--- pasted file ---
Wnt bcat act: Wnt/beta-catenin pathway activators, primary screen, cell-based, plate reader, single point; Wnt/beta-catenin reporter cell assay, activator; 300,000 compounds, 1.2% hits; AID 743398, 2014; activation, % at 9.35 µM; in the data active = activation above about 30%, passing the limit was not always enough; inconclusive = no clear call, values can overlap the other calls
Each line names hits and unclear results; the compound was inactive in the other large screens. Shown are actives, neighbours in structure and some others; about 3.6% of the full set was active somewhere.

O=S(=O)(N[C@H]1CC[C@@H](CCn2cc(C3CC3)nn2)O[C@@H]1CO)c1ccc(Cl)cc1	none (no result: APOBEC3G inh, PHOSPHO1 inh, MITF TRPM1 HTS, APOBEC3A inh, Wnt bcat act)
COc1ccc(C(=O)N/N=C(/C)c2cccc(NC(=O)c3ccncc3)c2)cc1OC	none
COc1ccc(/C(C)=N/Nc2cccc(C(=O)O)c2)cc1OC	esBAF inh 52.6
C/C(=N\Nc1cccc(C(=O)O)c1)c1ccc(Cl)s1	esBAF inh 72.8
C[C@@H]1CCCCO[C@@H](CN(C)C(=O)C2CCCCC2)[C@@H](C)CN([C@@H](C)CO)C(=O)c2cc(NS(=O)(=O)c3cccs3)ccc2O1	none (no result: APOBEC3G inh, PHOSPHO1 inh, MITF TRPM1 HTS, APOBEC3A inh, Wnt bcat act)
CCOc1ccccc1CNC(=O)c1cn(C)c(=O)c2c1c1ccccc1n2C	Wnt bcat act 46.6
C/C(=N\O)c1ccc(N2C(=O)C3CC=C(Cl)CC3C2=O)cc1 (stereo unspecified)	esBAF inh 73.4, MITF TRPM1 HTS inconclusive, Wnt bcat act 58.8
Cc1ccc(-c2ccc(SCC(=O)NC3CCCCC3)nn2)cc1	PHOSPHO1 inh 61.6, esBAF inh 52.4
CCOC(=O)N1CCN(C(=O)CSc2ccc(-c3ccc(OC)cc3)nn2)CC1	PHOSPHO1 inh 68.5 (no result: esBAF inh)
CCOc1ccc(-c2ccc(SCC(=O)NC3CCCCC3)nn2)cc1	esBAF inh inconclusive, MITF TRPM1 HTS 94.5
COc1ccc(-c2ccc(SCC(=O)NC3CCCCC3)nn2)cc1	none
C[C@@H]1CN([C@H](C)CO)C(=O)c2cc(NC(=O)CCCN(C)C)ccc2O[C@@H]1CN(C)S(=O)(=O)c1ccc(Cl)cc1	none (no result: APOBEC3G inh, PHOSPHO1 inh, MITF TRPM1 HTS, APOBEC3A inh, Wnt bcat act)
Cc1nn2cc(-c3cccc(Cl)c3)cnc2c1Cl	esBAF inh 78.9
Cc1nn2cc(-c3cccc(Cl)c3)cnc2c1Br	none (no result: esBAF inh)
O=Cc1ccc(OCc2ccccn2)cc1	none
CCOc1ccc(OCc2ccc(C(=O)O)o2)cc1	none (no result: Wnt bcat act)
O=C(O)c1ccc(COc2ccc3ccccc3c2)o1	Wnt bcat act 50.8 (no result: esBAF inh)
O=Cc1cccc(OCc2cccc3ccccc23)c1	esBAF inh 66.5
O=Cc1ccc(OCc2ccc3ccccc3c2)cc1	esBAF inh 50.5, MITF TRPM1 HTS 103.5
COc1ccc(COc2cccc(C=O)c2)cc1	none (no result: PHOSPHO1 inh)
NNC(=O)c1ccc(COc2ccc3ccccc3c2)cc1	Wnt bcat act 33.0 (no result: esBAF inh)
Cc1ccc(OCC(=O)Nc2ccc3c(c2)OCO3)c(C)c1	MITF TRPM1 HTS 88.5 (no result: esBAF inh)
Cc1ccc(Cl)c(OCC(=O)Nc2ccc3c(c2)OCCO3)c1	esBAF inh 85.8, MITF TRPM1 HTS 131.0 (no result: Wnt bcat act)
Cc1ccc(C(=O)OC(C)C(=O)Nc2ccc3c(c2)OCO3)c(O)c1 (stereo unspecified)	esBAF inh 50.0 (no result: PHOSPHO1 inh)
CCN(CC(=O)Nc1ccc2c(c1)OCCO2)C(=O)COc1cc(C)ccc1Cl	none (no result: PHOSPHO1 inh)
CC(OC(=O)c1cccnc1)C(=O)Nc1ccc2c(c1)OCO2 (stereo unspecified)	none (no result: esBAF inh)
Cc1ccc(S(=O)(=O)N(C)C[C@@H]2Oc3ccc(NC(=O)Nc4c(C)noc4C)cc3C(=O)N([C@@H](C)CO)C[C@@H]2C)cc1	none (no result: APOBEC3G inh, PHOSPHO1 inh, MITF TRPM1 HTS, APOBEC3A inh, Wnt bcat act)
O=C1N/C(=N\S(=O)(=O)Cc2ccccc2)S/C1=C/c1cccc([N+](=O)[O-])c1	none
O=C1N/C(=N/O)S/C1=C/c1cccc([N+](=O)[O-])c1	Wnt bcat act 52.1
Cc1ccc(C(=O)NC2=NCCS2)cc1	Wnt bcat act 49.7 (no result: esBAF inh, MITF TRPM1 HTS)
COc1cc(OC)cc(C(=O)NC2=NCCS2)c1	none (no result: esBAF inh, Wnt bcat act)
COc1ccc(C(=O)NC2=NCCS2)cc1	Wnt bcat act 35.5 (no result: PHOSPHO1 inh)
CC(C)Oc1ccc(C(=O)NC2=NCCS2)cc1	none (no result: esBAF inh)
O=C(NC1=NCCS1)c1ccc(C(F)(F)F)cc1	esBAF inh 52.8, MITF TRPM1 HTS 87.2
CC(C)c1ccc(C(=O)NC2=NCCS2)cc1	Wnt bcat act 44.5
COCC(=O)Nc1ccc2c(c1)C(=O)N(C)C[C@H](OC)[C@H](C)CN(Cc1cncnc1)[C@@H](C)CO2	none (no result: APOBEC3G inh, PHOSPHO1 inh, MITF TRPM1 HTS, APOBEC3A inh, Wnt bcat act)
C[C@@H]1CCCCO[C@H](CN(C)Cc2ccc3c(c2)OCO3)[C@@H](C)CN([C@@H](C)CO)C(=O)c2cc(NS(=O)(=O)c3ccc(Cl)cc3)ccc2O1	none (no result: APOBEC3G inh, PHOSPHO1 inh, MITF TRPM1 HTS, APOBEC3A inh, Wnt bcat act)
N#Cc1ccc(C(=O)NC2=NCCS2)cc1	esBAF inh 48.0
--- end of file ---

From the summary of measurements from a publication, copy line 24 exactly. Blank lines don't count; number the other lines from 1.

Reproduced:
Cc1ccc(OCC(=O)Nc2ccc3c(c2)OCO3)c(C)c1	MITF TRPM1 HTS 88.5 (no result: esBAF inh)